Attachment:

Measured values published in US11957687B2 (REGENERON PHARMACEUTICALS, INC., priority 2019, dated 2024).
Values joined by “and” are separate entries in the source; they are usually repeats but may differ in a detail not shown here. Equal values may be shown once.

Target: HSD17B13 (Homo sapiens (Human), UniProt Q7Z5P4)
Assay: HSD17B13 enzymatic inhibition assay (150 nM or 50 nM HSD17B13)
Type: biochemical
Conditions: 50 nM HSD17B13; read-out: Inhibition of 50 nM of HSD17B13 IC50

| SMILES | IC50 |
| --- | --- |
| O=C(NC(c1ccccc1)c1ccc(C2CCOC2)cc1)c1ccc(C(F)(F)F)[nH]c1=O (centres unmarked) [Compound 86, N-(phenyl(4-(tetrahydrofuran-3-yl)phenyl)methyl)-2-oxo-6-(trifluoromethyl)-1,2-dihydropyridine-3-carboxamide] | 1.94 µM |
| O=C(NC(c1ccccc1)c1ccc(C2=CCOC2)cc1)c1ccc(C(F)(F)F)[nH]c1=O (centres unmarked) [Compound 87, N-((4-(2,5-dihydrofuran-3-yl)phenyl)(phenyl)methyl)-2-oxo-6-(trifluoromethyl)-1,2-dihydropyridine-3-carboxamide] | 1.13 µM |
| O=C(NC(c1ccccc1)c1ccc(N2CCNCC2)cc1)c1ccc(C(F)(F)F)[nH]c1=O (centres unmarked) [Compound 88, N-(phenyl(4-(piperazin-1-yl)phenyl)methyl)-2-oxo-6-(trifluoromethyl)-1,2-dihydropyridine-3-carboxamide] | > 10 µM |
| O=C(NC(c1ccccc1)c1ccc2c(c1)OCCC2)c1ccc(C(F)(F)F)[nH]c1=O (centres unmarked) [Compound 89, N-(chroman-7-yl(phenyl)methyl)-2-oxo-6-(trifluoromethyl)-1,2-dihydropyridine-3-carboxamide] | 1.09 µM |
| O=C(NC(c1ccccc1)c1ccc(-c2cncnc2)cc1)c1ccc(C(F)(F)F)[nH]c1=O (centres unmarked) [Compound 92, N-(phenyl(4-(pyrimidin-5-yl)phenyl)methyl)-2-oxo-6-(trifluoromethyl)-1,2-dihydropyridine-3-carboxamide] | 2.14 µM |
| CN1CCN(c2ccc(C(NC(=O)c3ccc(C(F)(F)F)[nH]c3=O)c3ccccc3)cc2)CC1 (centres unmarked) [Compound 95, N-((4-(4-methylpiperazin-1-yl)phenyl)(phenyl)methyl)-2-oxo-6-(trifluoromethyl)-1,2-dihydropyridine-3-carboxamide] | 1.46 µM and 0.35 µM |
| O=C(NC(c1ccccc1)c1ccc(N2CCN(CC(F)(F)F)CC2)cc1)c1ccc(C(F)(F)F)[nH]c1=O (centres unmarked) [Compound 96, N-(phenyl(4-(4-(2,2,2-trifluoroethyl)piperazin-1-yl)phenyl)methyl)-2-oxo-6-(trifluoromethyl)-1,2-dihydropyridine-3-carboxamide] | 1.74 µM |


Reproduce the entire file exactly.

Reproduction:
Measured values published in US11957687B2 (REGENERON PHARMACEUTICALS, INC., priority 2019, dated 2024).
Values joined by “and” are separate entries in the source; they are usually repeats but may differ in a detail not shown here. Equal values may be shown once.

Target: HSD17B13 (Homo sapiens (Human), UniProt Q7Z5P4)
Assay: HSD17B13 enzymatic inhibition assay (150 nM or 50 nM HSD17B13)
Type: biochemical
Conditions: 50 nM HSD17B13; read-out: Inhibition of 50 nM of HSD17B13 IC50

| SMILES | IC50 |
| --- | --- |
| O=C(NC(c1ccccc1)c1ccc(C2CCOC2)cc1)c1ccc(C(F)(F)F)[nH]c1=O (centres unmarked) [Compound 86, N-(phenyl(4-(tetrahydrofuran-3-yl)phenyl)methyl)-2-oxo-6-(trifluoromethyl)-1,2-dihydropyridine-3-carboxamide] | 1.94 µM |
| O=C(NC(c1ccccc1)c1ccc(C2=CCOC2)cc1)c1ccc(C(F)(F)F)[nH]c1=O (centres unmarked) [Compound 87, N-((4-(2,5-dihydrofuran-3-yl)phenyl)(phenyl)methyl)-2-oxo-6-(trifluoromethyl)-1,2-dihydropyridine-3-carboxamide] | 1.13 µM |
| O=C(NC(c1ccccc1)c1ccc(N2CCNCC2)cc1)c1ccc(C(F)(F)F)[nH]c1=O (centres unmarked) [Compound 88, N-(phenyl(4-(piperazin-1-yl)phenyl)methyl)-2-oxo-6-(trifluoromethyl)-1,2-dihydropyridine-3-carboxamide] | > 10 µM |
| O=C(NC(c1ccccc1)c1ccc2c(c1)OCCC2)c1ccc(C(F)(F)F)[nH]c1=O (centres unmarked) [Compound 89, N-(chroman-7-yl(phenyl)methyl)-2-oxo-6-(trifluoromethyl)-1,2-dihydropyridine-3-carboxamide] | 1.09 µM |
| O=C(NC(c1ccccc1)c1ccc(-c2cncnc2)cc1)c1ccc(C(F)(F)F)[nH]c1=O (centres unmarked) [Compound 92, N-(phenyl(4-(pyrimidin-5-yl)phenyl)methyl)-2-oxo-6-(trifluoromethyl)-1,2-dihydropyridine-3-carboxamide] | 2.14 µM |
| CN1CCN(c2ccc(C(NC(=O)c3ccc(C(F)(F)F)[nH]c3=O)c3ccccc3)cc2)CC1 (centres unmarked) [Compound 95, N-((4-(4-methylpiperazin-1-yl)phenyl)(phenyl)methyl)-2-oxo-6-(trifluoromethyl)-1,2-dihydropyridine-3-carboxamide] | 1.46 µM and 0.35 µM |
| O=C(NC(c1ccccc1)c1ccc(N2CCN(CC(F)(F)F)CC2)cc1)c1ccc(C(F)(F)F)[nH]c1=O (centres unmarked) [Compound 96, N-(phenyl(4-(4-(2,2,2-trifluoroethyl)piperazin-1-yl)phenyl)methyl)-2-oxo-6-(trifluoromethyl)-1,2-dihydropyridine-3-carboxamide] | 1.74 µM |